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from DSMbirddog wrote 45 weeks 2 days ago

I've found that 140 gr Hornady SST's do great on whitetail and mule deer in my 264 Win Mag. Granted monolithic bullets are great but I don't see the need for deer. JMO

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from BAM wrote 45 weeks 3 days ago

Never mind, the file title filled me in. (9.3X62-30-06-8X57-6.5X55-308)

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from BAM wrote 45 weeks 3 days ago

Creedmoor, sorry.

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from BAM wrote 45 weeks 3 days ago

Creedmoor, sorry.

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from BAM wrote 45 weeks 3 days ago

35 Wel, 270 Win, 8mm mauser, 6.5 Creedmore, and a 308???
Just curious.

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from DSMbirddog wrote 45 weeks 2 days ago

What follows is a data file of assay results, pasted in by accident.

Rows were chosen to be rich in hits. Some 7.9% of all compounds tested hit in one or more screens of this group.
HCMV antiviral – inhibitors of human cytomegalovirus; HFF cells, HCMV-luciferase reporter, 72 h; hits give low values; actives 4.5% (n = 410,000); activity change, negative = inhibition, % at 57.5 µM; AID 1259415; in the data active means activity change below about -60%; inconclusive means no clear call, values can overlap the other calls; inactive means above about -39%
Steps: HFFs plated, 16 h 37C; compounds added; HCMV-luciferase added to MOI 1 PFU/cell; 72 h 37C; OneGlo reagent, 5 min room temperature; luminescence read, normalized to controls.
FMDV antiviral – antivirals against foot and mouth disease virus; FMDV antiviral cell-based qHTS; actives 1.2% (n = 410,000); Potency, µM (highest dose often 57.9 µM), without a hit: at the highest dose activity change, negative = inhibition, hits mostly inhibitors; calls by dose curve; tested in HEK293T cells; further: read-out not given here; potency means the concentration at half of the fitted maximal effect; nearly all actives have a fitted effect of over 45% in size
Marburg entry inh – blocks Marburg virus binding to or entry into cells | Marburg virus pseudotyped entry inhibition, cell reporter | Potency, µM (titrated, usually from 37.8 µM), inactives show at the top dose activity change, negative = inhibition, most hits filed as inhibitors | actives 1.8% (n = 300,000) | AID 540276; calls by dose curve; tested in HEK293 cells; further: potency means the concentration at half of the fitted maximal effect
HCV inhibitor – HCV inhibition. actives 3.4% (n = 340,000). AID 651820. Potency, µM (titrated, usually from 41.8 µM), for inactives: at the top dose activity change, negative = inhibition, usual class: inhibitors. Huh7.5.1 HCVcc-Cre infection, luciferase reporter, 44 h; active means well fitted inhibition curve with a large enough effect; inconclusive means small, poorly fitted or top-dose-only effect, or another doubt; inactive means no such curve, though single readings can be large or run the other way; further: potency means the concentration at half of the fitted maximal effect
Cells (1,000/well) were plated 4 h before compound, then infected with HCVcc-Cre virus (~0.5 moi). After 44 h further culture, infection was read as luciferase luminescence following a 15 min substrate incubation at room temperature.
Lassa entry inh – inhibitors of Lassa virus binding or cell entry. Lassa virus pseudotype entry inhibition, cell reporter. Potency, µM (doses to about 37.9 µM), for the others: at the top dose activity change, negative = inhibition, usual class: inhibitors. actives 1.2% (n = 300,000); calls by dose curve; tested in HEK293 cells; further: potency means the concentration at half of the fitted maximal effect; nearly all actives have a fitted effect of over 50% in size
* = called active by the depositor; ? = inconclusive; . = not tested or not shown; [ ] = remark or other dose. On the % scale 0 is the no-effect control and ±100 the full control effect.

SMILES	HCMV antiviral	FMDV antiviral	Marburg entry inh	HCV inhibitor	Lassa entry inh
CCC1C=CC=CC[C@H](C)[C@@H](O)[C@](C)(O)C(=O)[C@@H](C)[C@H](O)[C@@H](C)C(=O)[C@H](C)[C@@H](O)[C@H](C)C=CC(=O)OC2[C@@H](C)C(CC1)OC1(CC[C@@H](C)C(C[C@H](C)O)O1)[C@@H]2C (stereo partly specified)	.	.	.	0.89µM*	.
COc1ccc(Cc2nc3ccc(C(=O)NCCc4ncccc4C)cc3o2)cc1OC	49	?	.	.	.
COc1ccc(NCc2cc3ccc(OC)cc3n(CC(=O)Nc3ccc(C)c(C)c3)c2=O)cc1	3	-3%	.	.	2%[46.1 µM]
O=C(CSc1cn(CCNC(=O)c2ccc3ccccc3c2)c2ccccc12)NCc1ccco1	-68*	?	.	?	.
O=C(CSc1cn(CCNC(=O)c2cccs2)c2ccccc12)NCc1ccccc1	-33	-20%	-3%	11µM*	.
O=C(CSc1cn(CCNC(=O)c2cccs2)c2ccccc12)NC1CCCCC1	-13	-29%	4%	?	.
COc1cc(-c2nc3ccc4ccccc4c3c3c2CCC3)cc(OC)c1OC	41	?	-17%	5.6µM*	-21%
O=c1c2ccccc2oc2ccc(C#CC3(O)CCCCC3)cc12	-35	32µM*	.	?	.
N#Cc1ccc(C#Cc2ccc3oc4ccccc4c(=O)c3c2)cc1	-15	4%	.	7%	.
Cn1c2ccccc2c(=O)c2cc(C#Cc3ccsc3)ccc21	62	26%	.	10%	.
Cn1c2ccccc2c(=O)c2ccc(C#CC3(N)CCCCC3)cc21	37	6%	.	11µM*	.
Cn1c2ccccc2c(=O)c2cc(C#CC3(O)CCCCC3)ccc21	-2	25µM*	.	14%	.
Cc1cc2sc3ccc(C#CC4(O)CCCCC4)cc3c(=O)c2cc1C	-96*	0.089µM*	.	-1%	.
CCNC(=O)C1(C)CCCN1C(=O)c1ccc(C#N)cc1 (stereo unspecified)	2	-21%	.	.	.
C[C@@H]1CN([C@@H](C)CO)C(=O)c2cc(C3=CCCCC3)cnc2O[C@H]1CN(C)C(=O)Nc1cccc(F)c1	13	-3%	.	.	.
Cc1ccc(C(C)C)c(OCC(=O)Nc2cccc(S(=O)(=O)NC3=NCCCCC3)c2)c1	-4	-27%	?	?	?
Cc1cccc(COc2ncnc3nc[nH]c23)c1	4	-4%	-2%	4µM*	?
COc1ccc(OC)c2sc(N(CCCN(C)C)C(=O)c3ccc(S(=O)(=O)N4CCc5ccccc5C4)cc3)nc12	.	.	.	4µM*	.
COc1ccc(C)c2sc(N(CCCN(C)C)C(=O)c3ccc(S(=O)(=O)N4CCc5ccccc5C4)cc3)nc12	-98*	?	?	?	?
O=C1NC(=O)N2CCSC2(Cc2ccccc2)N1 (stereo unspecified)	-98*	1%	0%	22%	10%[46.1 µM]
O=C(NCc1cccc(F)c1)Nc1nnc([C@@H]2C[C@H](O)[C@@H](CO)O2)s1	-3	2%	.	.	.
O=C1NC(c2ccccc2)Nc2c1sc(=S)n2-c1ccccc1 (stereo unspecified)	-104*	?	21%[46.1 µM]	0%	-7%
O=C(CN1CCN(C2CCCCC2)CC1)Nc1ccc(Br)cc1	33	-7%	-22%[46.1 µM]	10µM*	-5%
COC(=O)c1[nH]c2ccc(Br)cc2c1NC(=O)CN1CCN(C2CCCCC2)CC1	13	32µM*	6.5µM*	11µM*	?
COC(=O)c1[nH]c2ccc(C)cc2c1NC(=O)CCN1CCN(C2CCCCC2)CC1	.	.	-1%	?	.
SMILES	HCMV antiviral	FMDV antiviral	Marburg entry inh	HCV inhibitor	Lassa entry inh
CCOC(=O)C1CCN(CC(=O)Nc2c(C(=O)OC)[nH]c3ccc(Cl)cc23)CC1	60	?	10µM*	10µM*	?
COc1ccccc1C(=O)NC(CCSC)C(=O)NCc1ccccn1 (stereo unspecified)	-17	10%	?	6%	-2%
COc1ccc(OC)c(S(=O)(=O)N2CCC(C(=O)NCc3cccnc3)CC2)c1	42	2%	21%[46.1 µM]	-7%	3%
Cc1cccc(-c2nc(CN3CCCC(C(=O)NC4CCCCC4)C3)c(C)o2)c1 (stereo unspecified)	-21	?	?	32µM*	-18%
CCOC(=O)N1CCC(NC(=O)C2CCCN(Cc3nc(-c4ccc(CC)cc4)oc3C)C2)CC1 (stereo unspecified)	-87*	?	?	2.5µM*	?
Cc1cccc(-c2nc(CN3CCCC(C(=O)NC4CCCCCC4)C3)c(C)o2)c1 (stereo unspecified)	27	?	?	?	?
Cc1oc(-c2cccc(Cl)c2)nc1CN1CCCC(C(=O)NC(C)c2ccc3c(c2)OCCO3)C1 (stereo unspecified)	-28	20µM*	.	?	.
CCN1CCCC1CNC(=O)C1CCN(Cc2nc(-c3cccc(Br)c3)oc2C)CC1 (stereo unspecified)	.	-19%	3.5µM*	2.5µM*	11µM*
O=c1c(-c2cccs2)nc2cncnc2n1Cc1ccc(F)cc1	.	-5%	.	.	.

I've found that 140 gr Hornady SST's do great on whitetail and mule deer in my 264 Win Mag. Granted monolithic bullets are great but I don't see the need for deer. JMO

+1 Good Comment? | | Report
from horsethief wrote 45 weeks 2 days ago

John Snow: you nailed it. I fully agree with your comment that context is everything. Where I hunt, the long-range .28 and .30 cal rifles do the job, but a few guys still love and use their trusty 30-06 because they are confident in what they can do with it. A white tail doesn't need a premium bullet to bring it down, but those bullets are consistent in expansion each time and a bit more forgiving on less-than-well placed shots. One hunter will use various .243 Win rifles, and maybe a .308 Win if he feels like it since he has brought home many deer with the 243 Win. Got it. It all comes down to how close you can get to the game and your accuracy under the recoil of your preferred Remchesterby or Loudenboomer magnum.

+1 Good Comment? | | Report
from 25-06 guy wrote 45 weeks 1 day ago

My 25-06 shooting 110 gr Accubonds or my 308 Shooting 150 SST works for me..

+1 Good Comment? | | Report
from BAM wrote 45 weeks 3 days ago

35 Wel, 270 Win, 8mm mauser, 6.5 Creedmore, and a 308???
Just curious.

0 Good Comment? | | Report
from BAM wrote 45 weeks 3 days ago

Creedmoor, sorry.

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from BAM wrote 45 weeks 3 days ago

Creedmoor, sorry.

0 Good Comment? | | Report
from BAM wrote 45 weeks 3 days ago

Never mind, the file title filled me in. (9.3X62-30-06-8X57-6.5X55-308)

0 Good Comment? | | Report